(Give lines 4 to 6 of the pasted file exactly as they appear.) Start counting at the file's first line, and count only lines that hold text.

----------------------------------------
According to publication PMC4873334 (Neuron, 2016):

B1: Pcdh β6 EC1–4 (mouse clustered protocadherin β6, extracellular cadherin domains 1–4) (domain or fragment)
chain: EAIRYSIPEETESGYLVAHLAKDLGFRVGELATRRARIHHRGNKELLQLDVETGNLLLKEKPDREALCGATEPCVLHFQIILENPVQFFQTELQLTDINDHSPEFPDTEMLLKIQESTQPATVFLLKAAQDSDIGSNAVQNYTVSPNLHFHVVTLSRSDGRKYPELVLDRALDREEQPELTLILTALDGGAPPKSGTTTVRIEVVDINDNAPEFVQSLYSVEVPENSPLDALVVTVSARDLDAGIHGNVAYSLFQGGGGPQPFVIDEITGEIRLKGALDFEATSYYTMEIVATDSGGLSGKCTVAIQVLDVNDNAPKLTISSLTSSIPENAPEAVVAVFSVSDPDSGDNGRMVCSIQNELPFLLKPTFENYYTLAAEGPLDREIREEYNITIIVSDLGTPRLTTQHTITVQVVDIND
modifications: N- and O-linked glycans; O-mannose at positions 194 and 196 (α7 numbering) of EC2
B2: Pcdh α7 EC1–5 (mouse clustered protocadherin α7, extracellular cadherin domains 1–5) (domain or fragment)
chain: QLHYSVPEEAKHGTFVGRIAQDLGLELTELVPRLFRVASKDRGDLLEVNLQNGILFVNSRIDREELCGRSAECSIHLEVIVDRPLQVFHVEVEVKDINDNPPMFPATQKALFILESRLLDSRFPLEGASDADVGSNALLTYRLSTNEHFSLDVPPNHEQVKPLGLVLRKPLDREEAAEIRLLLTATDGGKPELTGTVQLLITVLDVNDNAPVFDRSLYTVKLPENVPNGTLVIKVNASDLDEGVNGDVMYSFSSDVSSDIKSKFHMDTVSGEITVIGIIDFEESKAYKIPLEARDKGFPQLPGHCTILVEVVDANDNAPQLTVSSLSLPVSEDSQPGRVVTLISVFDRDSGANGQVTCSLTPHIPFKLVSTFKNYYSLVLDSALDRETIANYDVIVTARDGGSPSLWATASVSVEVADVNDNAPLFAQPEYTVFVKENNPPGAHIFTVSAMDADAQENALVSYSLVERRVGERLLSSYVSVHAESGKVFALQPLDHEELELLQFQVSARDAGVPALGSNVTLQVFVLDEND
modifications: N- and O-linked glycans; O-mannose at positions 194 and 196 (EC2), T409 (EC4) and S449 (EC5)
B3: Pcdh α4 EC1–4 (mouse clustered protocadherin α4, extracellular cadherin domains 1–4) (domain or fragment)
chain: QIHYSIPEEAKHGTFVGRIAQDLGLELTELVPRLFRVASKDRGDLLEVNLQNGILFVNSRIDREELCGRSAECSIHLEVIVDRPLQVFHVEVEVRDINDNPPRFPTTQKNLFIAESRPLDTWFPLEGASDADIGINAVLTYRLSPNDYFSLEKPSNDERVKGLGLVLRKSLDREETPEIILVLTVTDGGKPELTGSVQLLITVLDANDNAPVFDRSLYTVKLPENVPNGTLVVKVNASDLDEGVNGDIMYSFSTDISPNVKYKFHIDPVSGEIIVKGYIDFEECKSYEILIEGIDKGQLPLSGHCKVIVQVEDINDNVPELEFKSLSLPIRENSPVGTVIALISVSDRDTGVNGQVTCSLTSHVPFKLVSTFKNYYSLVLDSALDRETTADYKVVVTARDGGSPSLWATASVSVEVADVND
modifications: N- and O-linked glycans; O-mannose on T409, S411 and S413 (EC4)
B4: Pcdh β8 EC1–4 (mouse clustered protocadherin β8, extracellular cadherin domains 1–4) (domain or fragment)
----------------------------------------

modifications: N- and O-linked glycans; O-mannose at positions 194 and 196 (α7 numbering) of EC2
B2: Pcdh α7 EC1–5 (mouse clustered protocadherin α7, extracellular cadherin domains 1–5) (domain or fragment)
chain: QLHYSVPEEAKHGTFVGRIAQDLGLELTELVPRLFRVASKDRGDLLEVNLQNGILFVNSRIDREELCGRSAECSIHLEVIVDRPLQVFHVEVEVKDINDNPPMFPATQKALFILESRLLDSRFPLEGASDADVGSNALLTYRLSTNEHFSLDVPPNHEQVKPLGLVLRKPLDREEAAEIRLLLTATDGGKPELTGTVQLLITVLDVNDNAPVFDRSLYTVKLPENVPNGTLVIKVNASDLDEGVNGDVMYSFSSDVSSDIKSKFHMDTVSGEITVIGIIDFEESKAYKIPLEARDKGFPQLPGHCTILVEVVDANDNAPQLTVSSLSLPVSEDSQPGRVVTLISVFDRDSGANGQVTCSLTPHIPFKLVSTFKNYYSLVLDSALDRETIANYDVIVTARDGGSPSLWATASVSVEVADVNDNAPLFAQPEYTVFVKENNPPGAHIFTVSAMDADAQENALVSYSLVERRVGERLLSSYVSVHAESGKVFALQPLDHEELELLQFQVSARDAGVPALGSNVTLQVFVLDEND